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Listen, My Beloved by Henry van Dyke (10th November, 1852 – 10th April, 1933)

Listen, my beloved, while the silver morning, like a tranquil vision,
Fills the world around us and our hearts with peace;
Quiet is the close of Aristæus’ legend, happy is the ending–
Listen while I tell you how he found release.

Many months he wandered far away in sadness, desolately thinking
Only of the vanished joys he could not find;
Till the great Apollo, pitying his shepherd, loosed him from the burden
Of a dark, reluctant, backward–looking mind.

Then he saw around him all the changeful beauty of the changing seasons,
In the world–wide regions where his journey lay;
Birds that sang to cheer him, flowers that bloomed beside him, stars that
shone to guide him,–
Traveller’s joy was plenty all along the way!

Everywhere he journeyed strangers made him welcome, listened while he taught them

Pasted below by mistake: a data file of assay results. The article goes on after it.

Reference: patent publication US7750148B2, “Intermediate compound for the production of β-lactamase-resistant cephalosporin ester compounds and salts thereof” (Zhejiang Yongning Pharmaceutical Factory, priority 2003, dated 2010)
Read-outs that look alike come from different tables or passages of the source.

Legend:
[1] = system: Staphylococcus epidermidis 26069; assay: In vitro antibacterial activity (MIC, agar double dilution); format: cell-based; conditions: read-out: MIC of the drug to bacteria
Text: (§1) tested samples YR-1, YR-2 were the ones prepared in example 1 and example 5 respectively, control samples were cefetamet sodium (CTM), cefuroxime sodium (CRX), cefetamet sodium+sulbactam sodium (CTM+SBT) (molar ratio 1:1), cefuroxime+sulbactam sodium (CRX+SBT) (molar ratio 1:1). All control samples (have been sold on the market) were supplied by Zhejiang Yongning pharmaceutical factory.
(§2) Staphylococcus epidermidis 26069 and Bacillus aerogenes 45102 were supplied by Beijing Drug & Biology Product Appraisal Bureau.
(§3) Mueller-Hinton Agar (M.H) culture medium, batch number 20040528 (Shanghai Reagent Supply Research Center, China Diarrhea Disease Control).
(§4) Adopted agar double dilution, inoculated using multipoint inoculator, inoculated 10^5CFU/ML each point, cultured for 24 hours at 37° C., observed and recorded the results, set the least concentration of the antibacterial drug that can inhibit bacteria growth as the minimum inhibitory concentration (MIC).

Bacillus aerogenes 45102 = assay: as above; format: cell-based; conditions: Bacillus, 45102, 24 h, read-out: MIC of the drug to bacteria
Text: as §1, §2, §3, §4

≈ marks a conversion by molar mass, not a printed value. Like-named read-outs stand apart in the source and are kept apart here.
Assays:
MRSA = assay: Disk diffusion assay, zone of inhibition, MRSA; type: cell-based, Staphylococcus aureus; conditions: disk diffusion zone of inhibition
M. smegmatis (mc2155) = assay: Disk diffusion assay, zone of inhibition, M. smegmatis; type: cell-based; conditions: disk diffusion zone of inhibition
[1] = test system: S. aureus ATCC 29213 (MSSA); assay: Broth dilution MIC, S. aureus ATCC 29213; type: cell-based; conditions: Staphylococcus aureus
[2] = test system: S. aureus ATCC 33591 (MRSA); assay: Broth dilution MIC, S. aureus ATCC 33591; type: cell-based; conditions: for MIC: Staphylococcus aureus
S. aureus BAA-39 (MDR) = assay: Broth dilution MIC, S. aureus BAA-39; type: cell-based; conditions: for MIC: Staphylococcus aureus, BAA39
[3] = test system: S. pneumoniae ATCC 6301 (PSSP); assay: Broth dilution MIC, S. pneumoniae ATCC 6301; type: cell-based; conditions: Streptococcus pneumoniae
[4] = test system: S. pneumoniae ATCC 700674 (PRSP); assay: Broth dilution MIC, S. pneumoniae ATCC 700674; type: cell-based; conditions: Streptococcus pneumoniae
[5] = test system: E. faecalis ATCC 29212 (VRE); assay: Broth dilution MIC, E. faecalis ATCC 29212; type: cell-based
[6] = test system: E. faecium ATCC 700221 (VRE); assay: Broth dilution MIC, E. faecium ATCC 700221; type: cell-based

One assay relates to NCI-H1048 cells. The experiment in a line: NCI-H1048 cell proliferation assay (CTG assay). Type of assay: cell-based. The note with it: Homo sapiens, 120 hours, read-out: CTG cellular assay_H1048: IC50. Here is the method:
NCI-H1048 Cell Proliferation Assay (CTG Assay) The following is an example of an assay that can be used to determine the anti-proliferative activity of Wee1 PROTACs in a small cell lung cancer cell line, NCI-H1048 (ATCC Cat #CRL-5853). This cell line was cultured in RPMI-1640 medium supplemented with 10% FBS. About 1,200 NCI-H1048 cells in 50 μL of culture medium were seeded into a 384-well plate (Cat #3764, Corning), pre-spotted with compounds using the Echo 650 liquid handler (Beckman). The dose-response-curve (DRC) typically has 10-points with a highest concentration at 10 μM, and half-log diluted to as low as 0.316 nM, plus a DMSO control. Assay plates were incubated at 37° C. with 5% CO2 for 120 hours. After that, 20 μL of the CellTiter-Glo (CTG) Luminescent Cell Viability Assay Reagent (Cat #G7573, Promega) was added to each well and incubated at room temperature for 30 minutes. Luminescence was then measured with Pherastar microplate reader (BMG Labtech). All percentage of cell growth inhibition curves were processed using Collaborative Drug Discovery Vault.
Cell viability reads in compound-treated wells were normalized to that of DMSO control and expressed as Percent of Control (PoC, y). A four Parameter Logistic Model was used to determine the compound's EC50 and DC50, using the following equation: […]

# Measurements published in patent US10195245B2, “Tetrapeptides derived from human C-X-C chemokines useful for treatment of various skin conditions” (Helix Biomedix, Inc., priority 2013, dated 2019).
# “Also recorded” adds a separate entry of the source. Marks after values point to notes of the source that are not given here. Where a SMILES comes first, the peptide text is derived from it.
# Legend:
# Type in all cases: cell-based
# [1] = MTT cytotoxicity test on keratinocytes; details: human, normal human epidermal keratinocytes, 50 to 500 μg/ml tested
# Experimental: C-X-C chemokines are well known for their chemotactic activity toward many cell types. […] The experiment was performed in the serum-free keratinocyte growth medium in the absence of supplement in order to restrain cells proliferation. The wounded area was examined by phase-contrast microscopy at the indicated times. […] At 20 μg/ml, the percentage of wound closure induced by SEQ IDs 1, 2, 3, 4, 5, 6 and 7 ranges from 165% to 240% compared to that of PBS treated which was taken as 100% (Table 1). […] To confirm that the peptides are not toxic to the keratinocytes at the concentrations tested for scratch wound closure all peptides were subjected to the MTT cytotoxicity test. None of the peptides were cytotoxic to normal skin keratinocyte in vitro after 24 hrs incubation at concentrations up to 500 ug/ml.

Secret lore of field and forest he had learned:
How to train the vines and make the olives fruitful; how to guard the sheepfolds;
How to stay the fever when the dog–star burned.

Friendliness and blessing followed in his footsteps; richer were the harvests,
Happier the dwellings, wheresoe’er he came;
Little children loved him, and he left behind him, in the hour of parting,
Memories of kindness and a god–like name.

So he travelled onward, desolate no longer, patient in his seeking,
Reaping all the wayside comfort of his quest;
Till at last in Thracia, high upon Mount Hæmus, far from human dwelling,
Weary Aristæus laid him down to rest.

Then the honey–makers, clad in downy whiteness, fluttered soft around him,
Wrapt him in a dreamful slumber pure and deep.
This is life, beloved: first a sheltered garden, then a troubled journey,
Joy and pain of seeking,–and at last we sleep!

The Violinist by Otto Scholderer (25th January, 1834 – 22nd January, 1902)

The Violinist

 

 

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